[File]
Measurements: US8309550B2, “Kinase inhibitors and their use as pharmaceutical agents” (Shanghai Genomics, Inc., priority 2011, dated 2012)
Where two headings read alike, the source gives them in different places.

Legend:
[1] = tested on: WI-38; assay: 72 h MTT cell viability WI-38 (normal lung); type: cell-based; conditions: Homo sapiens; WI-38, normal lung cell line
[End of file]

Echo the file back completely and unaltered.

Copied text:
Measurements: US8309550B2, “Kinase inhibitors and their use as pharmaceutical agents” (Shanghai Genomics, Inc., priority 2011, dated 2012)
Where two headings read alike, the source gives them in different places.

Legend:
[1] = tested on: WI-38; assay: 72 h MTT cell viability WI-38 (normal lung); type: cell-based; conditions: Homo sapiens; WI-38, normal lung cell line